The Individual Mandate's Growth In Unpopularity
The U.S. Supreme Court heard arguments this week over key aspects of President Obama's health care law, including the expansion of Medicaid and whether the court even had the right to hear the case. But the core of the challenge mounted against the Affordable Care Act hinges upon its individual mandate, which requires almost every American to have or buy health insurance.
The idea of an individual mandate to control health care costs, however, is not new. It goes back to 1989 and a man named Mark Pauly. An expert on health care policy, Pauly was part of a group of academics brought to the White House by President George H.W. Bush.
The group's task was to fix health care; its solution was to let the marketplace solve it and create an individual mandate. Pauly tells weekends on All Things Considered host Guy Raz that, at the time, many Republicans, including the president, loved the idea.
"Legislation was drafted, but never made it as a bill because the word from the Democrats in Congress was [that] it would be dead on arrival," Pauly says.
Pauly says the reason the individual mandate is front and center in this debate is because opposition to it can be cast in the form of a constitutional challenge, unlike other parts of the law.
"To some extent, I'm a little surprised that this feature [that] we thought as kind of an afterthought has become so prominent," he says. "The current individual mandate, in my view, is kind of a puny thing because the penalties are relatively small."
In contrast, under the mandate Pauly's group proposed, failure to secure health insurance would result in a penalty equal to the premium for the cheapest qualified health coverage. Pauly says Americans would also automatically be assigned to a fallback insurer that the government contracted with.
"We thought then, and I think now, that it would be good to have a society in which everybody has at least some basic catastrophic insurance," he says.
Though what's being mandated in the current legislation is much more elaborate than what his group had in mind, Pauly says, it's "better than nothing, and we could work with it to fix it up."
More Than Just The Mandate
While Pauly's plan may have been dead on arrival in 1989, it did eventually make it to the Senate floor. The mandate was an idea proposed by Republicans as an alternative to President Bill Clinton's health care initiative in 1993.
At the time, newly elected Sen. Bob Bennett, a Republican from Utah, and about 20 other Republicans set out to offer an alternative plan to what they disparagingly called "Hillarycare," after then-first lady Hillary Clinton, who wrote the White House plan.
The plan's individual mandate was even supported by Republican leader Bob Dole. Back then, just two Democrats backed it.
Bennett tells Raz that the objection to the individual mandate did not arise until after Obama's legislation was written.
"Nobody was talking about it during the debate [in 1993]," Bennett says.
Though he helped create a plan that included an individual mandate, Bennett voted against the current legislation. He says there are many more problems with the bill, but that the individual mandate has emerged as the "litmus test" for whether it is good legislation.
"I'm not opposed to the individual mandate, but I still think the bill is a terrible piece of legislation," he says. "The accounting simply does not add up."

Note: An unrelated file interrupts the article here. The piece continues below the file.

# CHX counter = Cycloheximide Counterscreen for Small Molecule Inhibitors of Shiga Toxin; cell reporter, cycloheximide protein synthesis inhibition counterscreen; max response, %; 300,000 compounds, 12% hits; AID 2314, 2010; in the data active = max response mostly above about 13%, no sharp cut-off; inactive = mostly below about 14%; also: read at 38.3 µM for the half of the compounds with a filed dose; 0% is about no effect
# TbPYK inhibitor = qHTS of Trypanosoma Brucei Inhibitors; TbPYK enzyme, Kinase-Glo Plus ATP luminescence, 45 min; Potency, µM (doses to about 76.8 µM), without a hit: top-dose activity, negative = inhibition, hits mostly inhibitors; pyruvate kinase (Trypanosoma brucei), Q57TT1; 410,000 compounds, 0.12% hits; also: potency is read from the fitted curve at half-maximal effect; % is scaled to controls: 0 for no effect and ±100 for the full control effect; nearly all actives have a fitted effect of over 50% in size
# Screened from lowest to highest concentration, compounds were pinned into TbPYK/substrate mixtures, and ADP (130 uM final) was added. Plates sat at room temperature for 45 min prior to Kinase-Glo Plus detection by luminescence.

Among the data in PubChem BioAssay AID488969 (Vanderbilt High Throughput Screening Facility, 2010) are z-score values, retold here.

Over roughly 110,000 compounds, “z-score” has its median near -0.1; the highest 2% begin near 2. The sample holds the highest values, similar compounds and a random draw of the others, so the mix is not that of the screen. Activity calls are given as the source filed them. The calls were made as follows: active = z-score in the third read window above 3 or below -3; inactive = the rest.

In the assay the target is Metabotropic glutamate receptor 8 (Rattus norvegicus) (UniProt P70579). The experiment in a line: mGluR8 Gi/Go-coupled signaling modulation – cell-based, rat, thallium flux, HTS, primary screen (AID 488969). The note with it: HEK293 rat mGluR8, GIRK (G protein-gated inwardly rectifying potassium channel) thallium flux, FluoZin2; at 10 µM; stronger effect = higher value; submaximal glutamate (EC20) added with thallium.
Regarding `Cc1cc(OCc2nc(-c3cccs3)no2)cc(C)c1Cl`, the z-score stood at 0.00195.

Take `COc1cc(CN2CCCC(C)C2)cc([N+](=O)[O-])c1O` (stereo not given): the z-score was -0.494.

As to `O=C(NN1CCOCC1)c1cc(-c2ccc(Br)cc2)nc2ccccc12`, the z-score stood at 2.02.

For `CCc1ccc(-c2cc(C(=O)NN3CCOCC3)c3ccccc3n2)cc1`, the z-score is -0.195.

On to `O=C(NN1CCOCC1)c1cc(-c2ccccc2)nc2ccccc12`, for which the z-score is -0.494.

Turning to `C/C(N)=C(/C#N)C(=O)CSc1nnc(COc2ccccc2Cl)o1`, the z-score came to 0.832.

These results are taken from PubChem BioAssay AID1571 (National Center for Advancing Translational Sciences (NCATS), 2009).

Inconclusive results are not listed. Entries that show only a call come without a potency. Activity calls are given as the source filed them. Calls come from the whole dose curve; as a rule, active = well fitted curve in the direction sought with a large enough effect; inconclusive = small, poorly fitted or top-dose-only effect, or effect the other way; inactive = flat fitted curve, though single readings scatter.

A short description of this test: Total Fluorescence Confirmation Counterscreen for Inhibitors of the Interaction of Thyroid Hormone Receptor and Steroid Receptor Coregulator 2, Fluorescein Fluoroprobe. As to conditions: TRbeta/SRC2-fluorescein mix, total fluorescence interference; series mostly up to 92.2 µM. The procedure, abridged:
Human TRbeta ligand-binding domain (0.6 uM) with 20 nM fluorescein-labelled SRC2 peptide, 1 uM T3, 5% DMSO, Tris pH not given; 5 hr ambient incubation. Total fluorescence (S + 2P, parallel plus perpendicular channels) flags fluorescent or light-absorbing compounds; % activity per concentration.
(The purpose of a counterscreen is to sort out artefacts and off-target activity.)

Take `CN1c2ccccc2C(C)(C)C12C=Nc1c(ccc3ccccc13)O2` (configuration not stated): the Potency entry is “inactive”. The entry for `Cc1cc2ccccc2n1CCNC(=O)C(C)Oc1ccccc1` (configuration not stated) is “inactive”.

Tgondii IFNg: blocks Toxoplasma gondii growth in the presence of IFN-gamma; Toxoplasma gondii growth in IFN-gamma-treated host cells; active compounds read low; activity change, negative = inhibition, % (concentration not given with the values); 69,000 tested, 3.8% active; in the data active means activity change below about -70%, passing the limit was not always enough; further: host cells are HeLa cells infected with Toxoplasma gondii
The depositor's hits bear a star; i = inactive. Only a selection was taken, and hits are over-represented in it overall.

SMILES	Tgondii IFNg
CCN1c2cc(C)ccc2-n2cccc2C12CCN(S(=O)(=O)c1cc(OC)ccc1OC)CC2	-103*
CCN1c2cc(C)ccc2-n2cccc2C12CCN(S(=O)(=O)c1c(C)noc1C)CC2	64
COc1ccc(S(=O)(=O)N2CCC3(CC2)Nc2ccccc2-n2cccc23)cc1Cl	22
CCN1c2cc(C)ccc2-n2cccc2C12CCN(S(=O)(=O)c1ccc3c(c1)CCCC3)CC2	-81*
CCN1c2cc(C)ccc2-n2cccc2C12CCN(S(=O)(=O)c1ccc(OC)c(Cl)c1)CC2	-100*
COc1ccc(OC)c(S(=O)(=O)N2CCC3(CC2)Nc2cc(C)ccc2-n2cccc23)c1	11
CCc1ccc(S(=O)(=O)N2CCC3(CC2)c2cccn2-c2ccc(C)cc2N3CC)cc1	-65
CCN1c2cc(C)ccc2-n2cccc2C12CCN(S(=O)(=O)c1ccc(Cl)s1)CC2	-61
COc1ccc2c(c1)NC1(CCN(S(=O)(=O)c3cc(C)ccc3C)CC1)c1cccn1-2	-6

Sen. Harry Reid was under pressure from the White House to pass the bill, Bennett says, regardless of what it said. Bennett says if the law stands it will have a devastating effect on states and Medicare.
"Frankly, I never even thought about the individual mandate as I voted against [the bill]," he says.
Selling Obama's Health Plan
At the Supreme Court this week, some of the justices were tough on the administration's top lawyer, Donald Verrilli. It was Verrilli's job to defend the individual mandate, and some say he didn't do that great of a job.
For Reid Cherlin, this past week was a dose of deja vu. Cherlin was President Obama's chief spokesman on health care until March of last year. He didn't have to defend the law in front of the Supreme Court, but he tells Raz that doesn't mean his job was any easier.
"Answering questions about the bill, no matter what the questions are, is extremely difficult because it is so complicated," Cherlin says.
Cherlin says the problem is that the relationship between the American people and their health care coverage is tricky. He says the public generally doesn't like the system, is skeptical of the players and would rather not have to deal with it than have anything change.
"And the minute you say, 'Under Obamacare you'd have to do X, Y and Z,' no one wants to do anything with their health care," he says. "They just want it to be there and not get sick."
In a blog post for GQ Magazine, Cherlin posted some of the quotes he gave reporters about the law. He called them "torturous and horrible," including this one:
"The president has made it clear that health insurance reform legislation should prevent insurance companies from placing annual limits on health expenditures that can force families into financial ruin. We will continue to work with Congress on this policy."
It's that kind of language that has made it so hard to make the case for Obama's plan, Cherlin says. In hindsight, he says, the White House didn't do itself any favors.
"There are a lot of good things that it does, but for a bumper sticker or a 15-second blurb, basically you've got to pick one," he says. "There was a lot of disagreement ... so consequently, we were talking about different things at different times."
With all of those different messages floating around, Cherlin says, that might be why nothing seems to have stuck.
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